By Ernest Stevens, Jr.
With more than 33 million Americans filing for unemployment, the coronavirus has triggered the worst unemployment crisis in the history of our nation, and an economic crisis that is being compared to the Great Depression.
Indian gaming, hotel and hospitality operations nationwide shut down in March to prevent transmission of the coronavirus. Tribal governments implemented these closures in coordination with state governors and through tribal government emergency declarations.
The shutdown of the $40.6 billion Indian gaming industry equates to closing the 11th largest employer in the United States: more than 787,000 American jobs, and more than $34.7 billion in direct and indirect wages.
While much more must be done, the National Indian Gaming Association applauds recent efforts to help Tribal Governments stem the economic impacts on our communities through inclusion of Indian Country in the Main Street Lending program.
The Federal Reserve’s Main Street Loan program is for small and medium sized businesses facing economic losses and challenges due to the National COVID-19 Emergency that can’t access credit elsewhere. The Federal Reserve Board of Governors on Thursday, April 30, announced its expansion of the Main Street Loan Program to buy loans from banks that make loans to small and medium-sized businesses and a parallel program for corporate bond purchases from large businesses. Fed Chairman Powell noted the Main Street Lending Program is different from the Paycheck Protection Program: “One, these are not grants; these are loans. I don’t know that the demand will be quite as strong as it has been for the PPP. And the second thing is, we won’t run out of money. It’s not a limited pot, so there won’t be this incentive to try to get there first.”
Ernie Stevens, Jr. - Chairman of National Indian Gaming Association
Small and medium size gaming operations are now eligible for the Main Street Loan Program that the Federal Reserve Bank recently updated and will soon open. While the Main Street Loan Program is not forgivable loans like the SBA Paycheck Protection Program, it does provide Tribal governments with an avenue to service existing debt or refinance obligations under much more favorable terms. The interest rate is Libor +3% for four-year loans ranging from $500,000 up to $200 Million. Companies with less than 15,000 people or $5 Billion in revenue are eligible. In the first year, loan payments are deferred.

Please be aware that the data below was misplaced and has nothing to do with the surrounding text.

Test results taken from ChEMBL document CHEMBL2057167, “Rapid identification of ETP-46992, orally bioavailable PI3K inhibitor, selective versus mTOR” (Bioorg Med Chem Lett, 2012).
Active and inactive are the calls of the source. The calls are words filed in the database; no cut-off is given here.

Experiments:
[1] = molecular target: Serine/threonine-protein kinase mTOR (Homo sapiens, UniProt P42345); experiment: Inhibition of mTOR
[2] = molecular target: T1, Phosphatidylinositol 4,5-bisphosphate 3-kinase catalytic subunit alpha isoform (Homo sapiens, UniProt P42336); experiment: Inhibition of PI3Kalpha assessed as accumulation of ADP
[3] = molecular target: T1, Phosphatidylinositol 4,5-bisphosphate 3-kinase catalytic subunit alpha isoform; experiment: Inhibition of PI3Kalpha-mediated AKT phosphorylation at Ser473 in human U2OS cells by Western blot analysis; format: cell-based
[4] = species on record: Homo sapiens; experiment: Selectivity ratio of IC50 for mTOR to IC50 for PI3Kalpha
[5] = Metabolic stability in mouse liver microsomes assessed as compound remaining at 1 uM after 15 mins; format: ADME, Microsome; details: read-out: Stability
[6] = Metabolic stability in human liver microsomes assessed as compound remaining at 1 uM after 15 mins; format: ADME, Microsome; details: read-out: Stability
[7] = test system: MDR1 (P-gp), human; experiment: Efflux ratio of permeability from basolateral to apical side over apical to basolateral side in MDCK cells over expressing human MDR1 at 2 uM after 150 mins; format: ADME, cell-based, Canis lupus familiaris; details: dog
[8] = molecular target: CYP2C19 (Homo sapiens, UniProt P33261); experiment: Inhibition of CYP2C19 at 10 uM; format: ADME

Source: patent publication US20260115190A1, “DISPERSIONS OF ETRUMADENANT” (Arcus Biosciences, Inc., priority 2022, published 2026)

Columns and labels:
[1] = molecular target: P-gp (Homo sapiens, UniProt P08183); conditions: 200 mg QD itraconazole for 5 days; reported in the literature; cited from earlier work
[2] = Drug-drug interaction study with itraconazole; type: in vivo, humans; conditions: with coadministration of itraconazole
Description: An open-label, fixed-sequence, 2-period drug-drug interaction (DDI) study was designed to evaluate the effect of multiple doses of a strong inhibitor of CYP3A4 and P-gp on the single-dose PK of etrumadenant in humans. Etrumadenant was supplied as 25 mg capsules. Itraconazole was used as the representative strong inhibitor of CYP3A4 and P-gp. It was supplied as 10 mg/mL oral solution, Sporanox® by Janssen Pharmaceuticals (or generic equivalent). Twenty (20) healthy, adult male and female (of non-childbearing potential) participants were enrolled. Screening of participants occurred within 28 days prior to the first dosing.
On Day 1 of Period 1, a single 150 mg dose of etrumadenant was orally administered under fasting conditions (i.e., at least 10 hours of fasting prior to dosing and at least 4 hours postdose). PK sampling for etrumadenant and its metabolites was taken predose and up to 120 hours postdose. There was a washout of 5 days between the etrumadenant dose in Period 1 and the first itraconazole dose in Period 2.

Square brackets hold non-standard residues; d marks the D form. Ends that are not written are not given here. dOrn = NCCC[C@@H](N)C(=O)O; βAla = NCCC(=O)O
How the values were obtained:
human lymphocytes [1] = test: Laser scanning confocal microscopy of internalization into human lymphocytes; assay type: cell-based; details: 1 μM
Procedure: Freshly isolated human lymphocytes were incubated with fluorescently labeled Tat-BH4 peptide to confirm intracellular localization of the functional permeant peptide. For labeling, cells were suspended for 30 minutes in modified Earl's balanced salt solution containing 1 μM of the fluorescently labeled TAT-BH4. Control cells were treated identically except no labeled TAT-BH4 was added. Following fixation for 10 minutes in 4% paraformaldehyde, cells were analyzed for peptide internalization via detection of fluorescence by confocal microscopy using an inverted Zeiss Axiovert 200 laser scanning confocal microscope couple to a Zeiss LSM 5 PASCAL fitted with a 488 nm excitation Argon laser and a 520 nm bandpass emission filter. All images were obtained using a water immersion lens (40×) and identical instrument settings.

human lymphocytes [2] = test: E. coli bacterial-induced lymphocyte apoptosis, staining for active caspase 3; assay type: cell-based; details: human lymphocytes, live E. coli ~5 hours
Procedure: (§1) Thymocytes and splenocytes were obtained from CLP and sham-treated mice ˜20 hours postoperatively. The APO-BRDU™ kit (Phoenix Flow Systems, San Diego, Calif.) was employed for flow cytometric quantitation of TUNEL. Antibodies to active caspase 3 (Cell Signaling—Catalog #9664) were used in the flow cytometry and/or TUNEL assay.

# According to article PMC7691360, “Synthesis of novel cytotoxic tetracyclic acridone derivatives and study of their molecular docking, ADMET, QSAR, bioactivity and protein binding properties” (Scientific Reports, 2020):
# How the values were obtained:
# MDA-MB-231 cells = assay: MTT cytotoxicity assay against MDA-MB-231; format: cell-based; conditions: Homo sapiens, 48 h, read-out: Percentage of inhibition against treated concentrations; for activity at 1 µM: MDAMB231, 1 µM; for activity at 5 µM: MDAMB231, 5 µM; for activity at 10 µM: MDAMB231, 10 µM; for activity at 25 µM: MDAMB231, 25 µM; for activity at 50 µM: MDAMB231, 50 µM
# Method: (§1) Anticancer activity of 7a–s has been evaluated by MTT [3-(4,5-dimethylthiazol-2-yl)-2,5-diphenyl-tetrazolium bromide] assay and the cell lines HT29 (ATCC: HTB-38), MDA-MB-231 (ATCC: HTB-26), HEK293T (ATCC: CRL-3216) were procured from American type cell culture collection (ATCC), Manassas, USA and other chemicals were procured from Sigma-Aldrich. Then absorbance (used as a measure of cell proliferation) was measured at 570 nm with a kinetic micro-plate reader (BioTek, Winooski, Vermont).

Main Street Loans are made by private banks and then the Federal Reserve Banks purchase 85 to 95 percent of the Main Street Loans. Companies with less than 15,000 people or annual revenue of up to $5 billion are eligible. In determining eligibility for the Main Street Loans, the Federal Reserve Bank will follow eligibility changes made by Treasury/SBA under the Paycheck Protection Program, to make legal gambling operations are eligible.
Many tribal gaming operations did not meet the size requirements for the SBA PPP, so the Main Street Loan Program offers an important avenue for funding. For those Indian tribes that have participated in the SBA PPP program, and still need bridge funding, Main Street Loans will provide a new option: Participation in PPP does not bar an Indian nation from seeking a Main Street Loan.
As noted above, much more must be done to help Indian Country through the pandemic from both a health care and economic perspective.
We keep working with the Federal Government on new options for Indian nations since the National COVID-19 Emergency is still unfolding. Our Tribal Governments are adjusting to meet the new challenges of this severe economic crisis. We will continue to work closely with our Member Tribes to address the COVID-19 emergency. In the coming days and weeks, we will be working closely with Congress to develop a legislative package that provides needed health and economic resources, including another round of Coronavirus Relief for State-Local-and Tribal Governments to address lost revenues.
However, until that package comes together, we applaud even the small victories to help Indian tribes stem the economic impacts of the pandemic so that Tribal Government-owned businesses remain viable.
Ernest Stevens, Jr. is the chairman of the National Indian Gaming Association, based in Washington, D.C.
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